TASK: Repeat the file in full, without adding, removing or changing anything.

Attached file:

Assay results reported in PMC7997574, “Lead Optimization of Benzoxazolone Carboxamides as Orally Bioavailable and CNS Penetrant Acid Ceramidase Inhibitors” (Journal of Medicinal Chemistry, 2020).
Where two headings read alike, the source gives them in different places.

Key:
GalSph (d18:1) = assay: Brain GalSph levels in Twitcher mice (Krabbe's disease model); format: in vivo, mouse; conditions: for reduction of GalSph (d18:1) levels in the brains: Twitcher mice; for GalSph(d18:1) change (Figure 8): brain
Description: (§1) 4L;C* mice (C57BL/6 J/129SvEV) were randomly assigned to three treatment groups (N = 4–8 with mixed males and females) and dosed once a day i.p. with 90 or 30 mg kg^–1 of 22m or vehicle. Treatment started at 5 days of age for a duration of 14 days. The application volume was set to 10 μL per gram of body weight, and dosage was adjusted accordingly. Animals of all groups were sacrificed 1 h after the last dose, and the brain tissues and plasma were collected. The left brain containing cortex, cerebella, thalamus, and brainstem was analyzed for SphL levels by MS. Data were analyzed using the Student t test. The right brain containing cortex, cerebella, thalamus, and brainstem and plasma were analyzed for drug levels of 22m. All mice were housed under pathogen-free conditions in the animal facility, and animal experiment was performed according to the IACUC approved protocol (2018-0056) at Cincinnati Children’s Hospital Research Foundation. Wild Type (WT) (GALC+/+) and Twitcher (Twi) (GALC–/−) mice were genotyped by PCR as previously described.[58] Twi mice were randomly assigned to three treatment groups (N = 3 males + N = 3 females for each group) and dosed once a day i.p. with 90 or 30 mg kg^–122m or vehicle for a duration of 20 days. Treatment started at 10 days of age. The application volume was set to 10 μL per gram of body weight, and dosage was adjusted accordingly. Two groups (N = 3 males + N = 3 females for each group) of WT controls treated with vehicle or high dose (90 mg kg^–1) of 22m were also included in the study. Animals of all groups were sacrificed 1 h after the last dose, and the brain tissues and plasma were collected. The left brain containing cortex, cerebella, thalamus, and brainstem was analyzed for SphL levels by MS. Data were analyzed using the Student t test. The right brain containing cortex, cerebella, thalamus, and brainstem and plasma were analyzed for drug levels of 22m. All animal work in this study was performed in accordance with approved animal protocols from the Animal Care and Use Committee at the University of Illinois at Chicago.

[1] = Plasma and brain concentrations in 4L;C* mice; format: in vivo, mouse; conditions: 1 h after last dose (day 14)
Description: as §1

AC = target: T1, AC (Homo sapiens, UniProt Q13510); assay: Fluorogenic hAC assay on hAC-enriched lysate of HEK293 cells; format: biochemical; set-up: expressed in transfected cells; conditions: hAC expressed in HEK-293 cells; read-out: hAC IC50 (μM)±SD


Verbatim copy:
Assay results reported in PMC7997574, “Lead Optimization of Benzoxazolone Carboxamides as Orally Bioavailable and CNS Penetrant Acid Ceramidase Inhibitors” (Journal of Medicinal Chemistry, 2020).
Where two headings read alike, the source gives them in different places.

Key:
GalSph (d18:1) = assay: Brain GalSph levels in Twitcher mice (Krabbe's disease model); format: in vivo, mouse; conditions: for reduction of GalSph (d18:1) levels in the brains: Twitcher mice; for GalSph(d18:1) change (Figure 8): brain
Description: (§1) 4L;C* mice (C57BL/6 J/129SvEV) were randomly assigned to three treatment groups (N = 4–8 with mixed males and females) and dosed once a day i.p. with 90 or 30 mg kg^–1 of 22m or vehicle. Treatment started at 5 days of age for a duration of 14 days. The application volume was set to 10 μL per gram of body weight, and dosage was adjusted accordingly. Animals of all groups were sacrificed 1 h after the last dose, and the brain tissues and plasma were collected. The left brain containing cortex, cerebella, thalamus, and brainstem was analyzed for SphL levels by MS. Data were analyzed using the Student t test. The right brain containing cortex, cerebella, thalamus, and brainstem and plasma were analyzed for drug levels of 22m. All mice were housed under pathogen-free conditions in the animal facility, and animal experiment was performed according to the IACUC approved protocol (2018-0056) at Cincinnati Children’s Hospital Research Foundation. Wild Type (WT) (GALC+/+) and Twitcher (Twi) (GALC–/−) mice were genotyped by PCR as previously described.[58] Twi mice were randomly assigned to three treatment groups (N = 3 males + N = 3 females for each group) and dosed once a day i.p. with 90 or 30 mg kg^–122m or vehicle for a duration of 20 days. Treatment started at 10 days of age. The application volume was set to 10 μL per gram of body weight, and dosage was adjusted accordingly. Two groups (N = 3 males + N = 3 females for each group) of WT controls treated with vehicle or high dose (90 mg kg^–1) of 22m were also included in the study. Animals of all groups were sacrificed 1 h after the last dose, and the brain tissues and plasma were collected. The left brain containing cortex, cerebella, thalamus, and brainstem was analyzed for SphL levels by MS. Data were analyzed using the Student t test. The right brain containing cortex, cerebella, thalamus, and brainstem and plasma were analyzed for drug levels of 22m. All animal work in this study was performed in accordance with approved animal protocols from the Animal Care and Use Committee at the University of Illinois at Chicago.

[1] = Plasma and brain concentrations in 4L;C* mice; format: in vivo, mouse; conditions: 1 h after last dose (day 14)
Description: as §1

AC = target: T1, AC (Homo sapiens, UniProt Q13510); assay: Fluorogenic hAC assay on hAC-enriched lysate of HEK293 cells; format: biochemical; set-up: expressed in transfected cells; conditions: hAC expressed in HEK-293 cells; read-out: hAC IC50 (μM)±SD